FAQs

Frequently Asked Questions

How can the Texas Low Income Housing Information Service help me?

How can I support your work?

Where do I find information about buying a home?

What are my rights as a renter?

How do I get assistance in getting repairs made to a house that is owned by a low-income person?

Where do I find information about developing or building housing for low-income families?

Where do I find information about the colonias in Texas?

I live in subsidized housing now and I want to move to another city. How do I transfer my housing assistance?

How do “rent to own” housing programs work?

What can I do about the housing crisis?

How do I keep up with housing issues?



1. We are a private (not government) nonprofit organization that works on housing and community development issues. Find out more about what TxLIHIS does..

Do not be discouraged: if you don’t find the housing you are looking for at first, every member of Congress has a staff member whose job it is to assist their constituents with problems such as the ones you may be facing. This person should know the local community and how you can find the services you need.

To find your member of Congress, go to http://congress.org/congressorg/home/ and enter your ZIP code in the “Contact Congress” box . Then click the “info” link to get the phone number of the main district office.  Another link will give you the numbers of additional district offices; call the one that is nearest to you. Ask for the person who handles constituent services. Explain your situation, and ask for suggestions on how to best access affordable housing in your district.  The constituent caseworker should be able to point you in the right direction or suggest resources in your area. TOP OF PAGE


2. 1) Read our blog;
2) Join us at our annual Texas Houser Awards luncheon and fundraiser to enjoy great barbeque and publicly recognize the individuals who make an outstanding contribution to housing each year. Subscribers to our newsletter will receive an invitation to the awards ceremony. Contact Kristin Carlisle at kristin@texashousing.org if you wish to attend;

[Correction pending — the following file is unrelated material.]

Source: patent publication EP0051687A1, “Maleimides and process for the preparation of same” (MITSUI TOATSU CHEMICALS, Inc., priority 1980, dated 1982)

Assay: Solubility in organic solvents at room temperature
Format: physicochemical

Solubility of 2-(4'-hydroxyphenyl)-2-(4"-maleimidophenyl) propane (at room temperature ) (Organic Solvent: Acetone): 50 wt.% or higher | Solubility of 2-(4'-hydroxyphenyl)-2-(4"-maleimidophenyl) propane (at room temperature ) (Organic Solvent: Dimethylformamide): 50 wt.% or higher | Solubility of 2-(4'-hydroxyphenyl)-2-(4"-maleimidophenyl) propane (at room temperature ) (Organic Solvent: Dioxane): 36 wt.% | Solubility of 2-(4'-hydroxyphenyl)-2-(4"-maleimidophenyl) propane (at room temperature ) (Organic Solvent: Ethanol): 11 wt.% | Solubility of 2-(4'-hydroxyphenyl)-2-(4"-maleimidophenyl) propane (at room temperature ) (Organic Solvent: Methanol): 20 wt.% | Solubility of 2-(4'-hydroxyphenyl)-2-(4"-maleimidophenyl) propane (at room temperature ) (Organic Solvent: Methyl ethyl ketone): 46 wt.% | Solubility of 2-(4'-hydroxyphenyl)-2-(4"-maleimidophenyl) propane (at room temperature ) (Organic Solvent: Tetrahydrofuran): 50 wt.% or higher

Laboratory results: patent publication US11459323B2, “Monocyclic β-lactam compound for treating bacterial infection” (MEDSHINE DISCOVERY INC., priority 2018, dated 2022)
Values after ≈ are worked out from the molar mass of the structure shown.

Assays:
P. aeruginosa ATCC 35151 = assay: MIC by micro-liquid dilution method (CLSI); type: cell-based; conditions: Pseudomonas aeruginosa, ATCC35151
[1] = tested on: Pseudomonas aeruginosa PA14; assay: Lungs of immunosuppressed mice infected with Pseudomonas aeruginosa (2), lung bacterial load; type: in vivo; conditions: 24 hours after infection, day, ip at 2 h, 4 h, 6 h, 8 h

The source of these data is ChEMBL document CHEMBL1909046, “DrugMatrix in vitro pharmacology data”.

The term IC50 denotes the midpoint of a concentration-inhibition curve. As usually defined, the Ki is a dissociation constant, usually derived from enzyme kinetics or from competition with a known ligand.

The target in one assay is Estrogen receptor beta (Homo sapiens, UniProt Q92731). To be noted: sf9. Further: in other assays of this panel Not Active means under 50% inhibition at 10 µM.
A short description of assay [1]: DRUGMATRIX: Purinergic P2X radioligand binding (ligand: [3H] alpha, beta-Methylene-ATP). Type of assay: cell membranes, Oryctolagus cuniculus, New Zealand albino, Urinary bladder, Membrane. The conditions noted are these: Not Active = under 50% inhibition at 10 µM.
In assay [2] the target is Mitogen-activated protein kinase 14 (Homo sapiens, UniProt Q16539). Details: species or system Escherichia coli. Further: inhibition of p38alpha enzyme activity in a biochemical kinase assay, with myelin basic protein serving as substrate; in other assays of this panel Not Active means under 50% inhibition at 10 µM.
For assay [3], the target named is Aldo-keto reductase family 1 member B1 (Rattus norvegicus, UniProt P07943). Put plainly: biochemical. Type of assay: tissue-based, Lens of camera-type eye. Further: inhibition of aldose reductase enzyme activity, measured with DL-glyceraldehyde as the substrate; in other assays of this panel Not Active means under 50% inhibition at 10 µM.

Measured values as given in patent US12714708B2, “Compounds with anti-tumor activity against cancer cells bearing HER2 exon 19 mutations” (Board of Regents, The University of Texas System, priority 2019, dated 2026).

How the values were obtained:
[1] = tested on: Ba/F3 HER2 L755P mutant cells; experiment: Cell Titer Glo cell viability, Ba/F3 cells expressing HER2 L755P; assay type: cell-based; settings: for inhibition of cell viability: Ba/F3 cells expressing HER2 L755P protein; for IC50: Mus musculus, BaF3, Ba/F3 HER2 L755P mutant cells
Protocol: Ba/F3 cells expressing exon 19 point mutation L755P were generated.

Make a donation to support our work. TOP OF PAGE


3. We do not build, own or sell any housing.

Habitat for Humanity helps low-income people buy a house. You can can find information about Habitat for Humanity on their Web site at http://www.habitat.org

The U.S. Department of Housing and Urban Development has a Web site with some information on buying a home http://www.hud.gov/offices/hsg/sfh/buying/buying.cfm.

HUD has a publication on home buying that you may find useful. Call HUD at 1-800-569-4287 and ask for the booklet entitled “Buying Your Home – Settlement Costs and Helpful Information” or view the booklet on-line at http://www.hud.gov/offices/hsg/sfh/res/sfhrestc.cfm

The U.S. Department of Agriculture’s Rural Housing Service homebuyer housing programs are described at http://www.rurdev.usda.gov/tx/sfh.htm.

You may also want to try Fannie Mae Homepath, at 800-732-6643, or on the Web at http://www.homepath.com TOP OF PAGE


4. We receive many questions from Texas tenants about their rights and have worked with Legal Services attorneys to create a Web site that provides general information on this issue. We are not attorneys and cannot answer specific questions about your situation.

There are two tenants’ rights organizations in Texas that may be able to assist you.

Texas Tenants Union
4228 Main St
Dallas, TX 75226
(214) 823-3486
ttu@mail.ont.com

The Austin Tenants’ Council
1619 E. Cesar Chavez
Austin, TX 78702
Counseling Line (only for residents of the city of Austin and Travis County)
(512) 474-1961 (M-F 9 a.m. – 12 p.m., 1 p.m. – 4 p.m.)

The Austin Tenants’ Council offers tenant-landlord counseling online, via email. Submit your query to questions@commoner.com. They require that you provide the following information along with your question:
• Your Full Name
• Your Address (include City, State and Zip Code)
• Whether you are a tenant, landlord, etc. TOP OF PAGE


5. We are a private (not government) nonprofit organization that works on housing and community development issues. We do not make loans or grants to help people repair their homes.

Resources to help owners repair low-income housing may be available from private lenders, and the local, state, or federal government. To find resources in your area you will need to contact your local banks as well as your city and county government offices.

The state office that makes some funding available for repairs is:

Texas Department of Housing and Community Affairs

Telephone: (512) 475-3800
http://www.tdhca.state.tx.us

The federal government has two agencies that provide some funding for housing development: U.S. Department of Housing and Urban Development and United States Department of Agriculture’s Rural Housing Service.

In urban areas contact:

U.S. Department of Housing and Urban Development
http://www.hud.gov

The regional HUD office for the state of Texas is:

Fort Worth Regional Office (HUD)
http://www.hud.gov/local/tx/working/localoffices.cfm

HUD has a web page that describes their home repair programs at http://www.hud.gov/owning/index.cfm

In small cities and Rural Areas contact the United States Department of Agriculture’s Rural Housing Service at:

Rural Housing Service National Office
http://www.rurdev.usda.gov/rhs/index.html

The Rural Housing Service State office is: